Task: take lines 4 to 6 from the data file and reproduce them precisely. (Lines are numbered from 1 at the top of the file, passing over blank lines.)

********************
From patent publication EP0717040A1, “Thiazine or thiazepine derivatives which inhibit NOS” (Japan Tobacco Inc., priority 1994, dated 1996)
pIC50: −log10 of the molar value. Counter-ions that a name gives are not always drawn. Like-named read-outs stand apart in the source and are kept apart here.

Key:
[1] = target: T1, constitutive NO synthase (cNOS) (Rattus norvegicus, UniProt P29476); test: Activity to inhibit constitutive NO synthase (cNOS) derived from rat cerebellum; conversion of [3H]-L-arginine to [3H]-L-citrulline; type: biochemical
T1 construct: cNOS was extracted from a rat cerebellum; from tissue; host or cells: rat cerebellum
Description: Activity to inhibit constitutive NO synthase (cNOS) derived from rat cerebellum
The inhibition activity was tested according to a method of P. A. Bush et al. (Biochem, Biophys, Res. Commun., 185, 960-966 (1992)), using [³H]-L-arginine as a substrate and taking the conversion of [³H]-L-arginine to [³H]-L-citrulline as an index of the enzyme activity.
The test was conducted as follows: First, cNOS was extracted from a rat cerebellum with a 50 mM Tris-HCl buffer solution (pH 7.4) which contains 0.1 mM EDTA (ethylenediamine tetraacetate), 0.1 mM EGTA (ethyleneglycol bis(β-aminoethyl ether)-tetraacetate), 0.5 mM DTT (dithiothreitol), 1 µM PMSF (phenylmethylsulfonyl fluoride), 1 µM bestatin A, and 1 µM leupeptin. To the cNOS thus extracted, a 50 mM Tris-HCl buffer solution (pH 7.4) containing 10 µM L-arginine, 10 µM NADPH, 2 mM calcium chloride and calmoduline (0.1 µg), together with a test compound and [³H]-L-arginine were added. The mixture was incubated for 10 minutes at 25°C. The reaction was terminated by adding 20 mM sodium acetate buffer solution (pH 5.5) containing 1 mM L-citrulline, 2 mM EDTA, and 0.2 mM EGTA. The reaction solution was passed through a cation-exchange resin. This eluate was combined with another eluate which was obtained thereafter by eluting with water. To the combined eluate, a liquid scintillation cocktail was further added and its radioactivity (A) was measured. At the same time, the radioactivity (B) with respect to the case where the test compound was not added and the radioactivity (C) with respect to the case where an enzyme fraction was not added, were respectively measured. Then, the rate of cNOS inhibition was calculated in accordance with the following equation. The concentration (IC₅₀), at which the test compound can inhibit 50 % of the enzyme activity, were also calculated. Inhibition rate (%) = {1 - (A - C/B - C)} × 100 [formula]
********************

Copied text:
[1] = target: T1, constitutive NO synthase (cNOS) (Rattus norvegicus, UniProt P29476); test: Activity to inhibit constitutive NO synthase (cNOS) derived from rat cerebellum; conversion of [3H]-L-arginine to [3H]-L-citrulline; type: biochemical
T1 construct: cNOS was extracted from a rat cerebellum; from tissue; host or cells: rat cerebellum
Description: Activity to inhibit constitutive NO synthase (cNOS) derived from rat cerebellum